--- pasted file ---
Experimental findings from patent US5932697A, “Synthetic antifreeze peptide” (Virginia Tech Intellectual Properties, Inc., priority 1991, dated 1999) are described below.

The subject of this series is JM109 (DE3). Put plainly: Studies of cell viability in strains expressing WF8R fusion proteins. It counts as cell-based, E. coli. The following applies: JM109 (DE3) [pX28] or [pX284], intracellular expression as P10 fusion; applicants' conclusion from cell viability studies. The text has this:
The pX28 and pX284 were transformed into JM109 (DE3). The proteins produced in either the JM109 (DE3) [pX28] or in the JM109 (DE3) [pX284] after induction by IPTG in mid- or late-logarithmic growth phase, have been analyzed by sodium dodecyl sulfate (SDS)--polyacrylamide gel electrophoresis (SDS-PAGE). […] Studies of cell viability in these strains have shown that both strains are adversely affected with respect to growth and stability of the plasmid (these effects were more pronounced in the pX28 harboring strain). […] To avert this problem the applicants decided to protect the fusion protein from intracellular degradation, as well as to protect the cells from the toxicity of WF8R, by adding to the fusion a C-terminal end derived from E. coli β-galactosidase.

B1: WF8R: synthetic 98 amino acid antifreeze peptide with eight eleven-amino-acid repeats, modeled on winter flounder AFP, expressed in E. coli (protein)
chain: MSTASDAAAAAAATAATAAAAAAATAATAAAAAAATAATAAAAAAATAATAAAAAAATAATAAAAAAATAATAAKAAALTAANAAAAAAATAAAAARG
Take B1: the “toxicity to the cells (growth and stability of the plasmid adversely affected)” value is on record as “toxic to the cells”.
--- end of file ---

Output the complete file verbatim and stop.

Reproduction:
Experimental findings from patent US5932697A, “Synthetic antifreeze peptide” (Virginia Tech Intellectual Properties, Inc., priority 1991, dated 1999) are described below.

The subject of this series is JM109 (DE3). Put plainly: Studies of cell viability in strains expressing WF8R fusion proteins. It counts as cell-based, E. coli. The following applies: JM109 (DE3) [pX28] or [pX284], intracellular expression as P10 fusion; applicants' conclusion from cell viability studies. The text has this:
The pX28 and pX284 were transformed into JM109 (DE3). The proteins produced in either the JM109 (DE3) [pX28] or in the JM109 (DE3) [pX284] after induction by IPTG in mid- or late-logarithmic growth phase, have been analyzed by sodium dodecyl sulfate (SDS)--polyacrylamide gel electrophoresis (SDS-PAGE). […] Studies of cell viability in these strains have shown that both strains are adversely affected with respect to growth and stability of the plasmid (these effects were more pronounced in the pX28 harboring strain). […] To avert this problem the applicants decided to protect the fusion protein from intracellular degradation, as well as to protect the cells from the toxicity of WF8R, by adding to the fusion a C-terminal end derived from E. coli β-galactosidase.

B1: WF8R: synthetic 98 amino acid antifreeze peptide with eight eleven-amino-acid repeats, modeled on winter flounder AFP, expressed in E. coli (protein)
chain: MSTASDAAAAAAATAATAAAAAAATAATAAAAAAATAATAAAAAAATAATAAAAAAATAATAAAAAAATAATAAKAAALTAANAAAAAAATAAAAARG
Take B1: the “toxicity to the cells (growth and stability of the plasmid adversely affected)” value is on record as “toxic to the cells”.